Bars and coffee shops represent 22% of total food service sales. Although growth for this market sector turned negative during the recession, slow but steady recovery is beginning to emerge. Liquor imports & U.S. share is demonstrated for the Food and Fishery import categories recorded by the Ministry of Finance below:



1998 Total ($ millions)

US Imports

Total ($ millions)

US Imports







Total ($)

Total (trillion yen)

Rank relative to position in thirty categories: Rating of U.S. opportunity to increase exports: A – Excellent; B – Fair; C – Poor

Individual import items are converted to U.S. dollars at 1998 and 2000 exchange

The table shows that the rating of the United States’ potential to increase exports is either excellent or fair. Whiskey remained stable between 1998 and 2000, at 21% of total market share. Figures compiled from annual reports of the Toyo Keizai and Nikkei reveal the composition of the domestic market for alcoholic beverages, an estimated total of 32 billion yen.4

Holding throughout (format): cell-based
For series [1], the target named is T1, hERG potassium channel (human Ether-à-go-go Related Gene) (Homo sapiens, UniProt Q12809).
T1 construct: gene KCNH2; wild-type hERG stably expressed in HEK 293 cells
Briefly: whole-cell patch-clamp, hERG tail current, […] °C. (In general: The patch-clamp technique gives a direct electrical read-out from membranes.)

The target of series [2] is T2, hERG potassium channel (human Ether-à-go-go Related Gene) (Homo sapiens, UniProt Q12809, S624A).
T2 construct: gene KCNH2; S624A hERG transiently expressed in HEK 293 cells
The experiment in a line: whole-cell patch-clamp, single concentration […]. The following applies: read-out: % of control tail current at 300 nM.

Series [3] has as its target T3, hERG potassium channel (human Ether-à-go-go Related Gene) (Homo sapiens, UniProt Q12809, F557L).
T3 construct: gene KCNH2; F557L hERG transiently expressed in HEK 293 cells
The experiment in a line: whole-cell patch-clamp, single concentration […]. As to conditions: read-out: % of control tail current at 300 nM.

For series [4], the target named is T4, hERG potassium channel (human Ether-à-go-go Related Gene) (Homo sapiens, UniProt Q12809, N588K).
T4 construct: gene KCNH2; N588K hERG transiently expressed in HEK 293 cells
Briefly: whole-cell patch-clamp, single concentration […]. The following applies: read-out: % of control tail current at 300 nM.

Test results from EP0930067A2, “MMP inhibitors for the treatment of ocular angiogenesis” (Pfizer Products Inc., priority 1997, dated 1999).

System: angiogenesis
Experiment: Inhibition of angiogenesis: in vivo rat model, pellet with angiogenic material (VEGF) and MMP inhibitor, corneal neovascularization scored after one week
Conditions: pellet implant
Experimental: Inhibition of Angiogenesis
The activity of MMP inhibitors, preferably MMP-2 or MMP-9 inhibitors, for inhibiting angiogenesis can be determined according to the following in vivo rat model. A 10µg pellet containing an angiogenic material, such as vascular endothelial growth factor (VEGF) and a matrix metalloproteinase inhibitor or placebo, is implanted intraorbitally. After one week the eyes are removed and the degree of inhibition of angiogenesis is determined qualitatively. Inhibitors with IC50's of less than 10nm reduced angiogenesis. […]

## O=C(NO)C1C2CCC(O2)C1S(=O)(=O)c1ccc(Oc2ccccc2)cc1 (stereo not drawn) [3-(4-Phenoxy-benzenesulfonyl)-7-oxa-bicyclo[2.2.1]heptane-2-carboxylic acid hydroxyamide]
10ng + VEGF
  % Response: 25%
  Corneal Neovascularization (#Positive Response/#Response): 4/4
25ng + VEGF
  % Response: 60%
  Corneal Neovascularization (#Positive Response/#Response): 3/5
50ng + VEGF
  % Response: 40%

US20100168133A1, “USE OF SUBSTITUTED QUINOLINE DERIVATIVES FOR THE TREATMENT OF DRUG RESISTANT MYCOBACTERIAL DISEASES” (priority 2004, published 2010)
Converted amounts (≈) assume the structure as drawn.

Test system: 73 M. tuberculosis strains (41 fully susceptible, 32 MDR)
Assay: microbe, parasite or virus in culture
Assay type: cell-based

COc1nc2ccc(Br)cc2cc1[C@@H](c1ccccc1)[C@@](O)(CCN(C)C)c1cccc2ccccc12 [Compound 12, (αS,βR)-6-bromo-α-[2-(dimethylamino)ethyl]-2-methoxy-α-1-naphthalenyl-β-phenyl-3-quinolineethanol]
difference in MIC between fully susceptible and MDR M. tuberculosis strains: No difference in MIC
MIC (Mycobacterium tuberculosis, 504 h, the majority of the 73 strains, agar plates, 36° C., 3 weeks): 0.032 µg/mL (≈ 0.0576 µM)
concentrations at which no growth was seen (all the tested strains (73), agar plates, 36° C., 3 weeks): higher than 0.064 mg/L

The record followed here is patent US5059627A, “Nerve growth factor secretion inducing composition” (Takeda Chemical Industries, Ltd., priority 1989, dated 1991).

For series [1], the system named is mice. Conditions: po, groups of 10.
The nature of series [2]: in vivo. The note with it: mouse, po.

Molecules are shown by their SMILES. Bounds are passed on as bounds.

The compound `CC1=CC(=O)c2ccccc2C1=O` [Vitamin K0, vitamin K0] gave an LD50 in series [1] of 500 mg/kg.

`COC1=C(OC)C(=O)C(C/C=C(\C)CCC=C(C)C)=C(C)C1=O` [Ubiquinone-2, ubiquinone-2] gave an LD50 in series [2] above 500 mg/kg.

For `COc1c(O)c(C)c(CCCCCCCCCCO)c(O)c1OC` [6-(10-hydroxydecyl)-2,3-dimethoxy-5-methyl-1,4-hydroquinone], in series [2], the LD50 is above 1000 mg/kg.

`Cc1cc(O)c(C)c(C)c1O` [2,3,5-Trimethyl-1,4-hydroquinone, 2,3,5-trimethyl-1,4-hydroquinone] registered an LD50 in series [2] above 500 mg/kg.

Of the companies represented, 25.4 billion yen consist of beer, while 1.4 billion yen is a local confection, Shochu. The remaining 5.2 billion yen are a combination of spirits, wine and beer, the category that would describe the import under consideration, whiskey.

Company Name

Food Sales ($ Bil)

Main Product

Asahi Breweries


Kirin Breweries



Spirits, Wine, Beer

Sapporo Breweries


Takara Shuzo




In 1996, the European Commission complained to the World Trade Organization that Japanese liquor taxes discriminated against alcohol importers. At the time of the complaint, the tariffs on alcohol imports were levied as follows:

Shochu A (25o): Yen 6,228

Shochu B (25o): Yen 4,084

Whisky (40o): Yen 24,558

Brandy (40o): Yen 24,558

Spirits (38o): Yen 9,927 (gin, rum, vodka)

Liqueurs (40o): Yen 8,219